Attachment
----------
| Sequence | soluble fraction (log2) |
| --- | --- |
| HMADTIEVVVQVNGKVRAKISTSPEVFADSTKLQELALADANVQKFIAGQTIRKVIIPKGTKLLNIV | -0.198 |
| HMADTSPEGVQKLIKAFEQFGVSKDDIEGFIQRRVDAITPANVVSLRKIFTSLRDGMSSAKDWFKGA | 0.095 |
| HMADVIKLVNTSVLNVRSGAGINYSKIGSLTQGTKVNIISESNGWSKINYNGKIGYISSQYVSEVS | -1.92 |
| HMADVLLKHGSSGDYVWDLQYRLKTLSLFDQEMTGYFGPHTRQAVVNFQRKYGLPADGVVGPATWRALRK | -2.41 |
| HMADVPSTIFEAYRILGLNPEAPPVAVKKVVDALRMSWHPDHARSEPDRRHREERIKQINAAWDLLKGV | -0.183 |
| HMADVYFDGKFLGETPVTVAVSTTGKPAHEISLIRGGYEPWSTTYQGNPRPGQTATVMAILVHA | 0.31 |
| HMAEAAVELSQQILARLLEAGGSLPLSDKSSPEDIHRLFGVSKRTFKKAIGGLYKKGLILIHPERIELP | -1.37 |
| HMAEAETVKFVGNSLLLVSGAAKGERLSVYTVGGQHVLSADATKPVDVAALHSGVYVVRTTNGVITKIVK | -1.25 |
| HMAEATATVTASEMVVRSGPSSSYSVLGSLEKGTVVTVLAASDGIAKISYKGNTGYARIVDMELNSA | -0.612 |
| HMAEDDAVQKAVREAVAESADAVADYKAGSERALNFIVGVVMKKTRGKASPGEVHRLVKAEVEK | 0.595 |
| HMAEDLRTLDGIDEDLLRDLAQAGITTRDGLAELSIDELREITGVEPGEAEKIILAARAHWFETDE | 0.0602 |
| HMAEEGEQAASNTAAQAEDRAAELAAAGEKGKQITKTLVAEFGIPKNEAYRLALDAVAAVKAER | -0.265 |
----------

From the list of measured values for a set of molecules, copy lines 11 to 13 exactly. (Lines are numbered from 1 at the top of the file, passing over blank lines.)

| HMAEATATVTASEMVVRSGPSSSYSVLGSLEKGTVVTVLAASDGIAKISYKGNTGYARIVDMELNSA | -0.612 |
| HMAEDDAVQKAVREAVAESADAVADYKAGSERALNFIVGVVMKKTRGKASPGEVHRLVKAEVEK | 0.595 |
| HMAEDLRTLDGIDEDLLRDLAQAGITTRDGLAELSIDELREITGVEPGEAEKIILAARAHWFETDE | 0.0602 |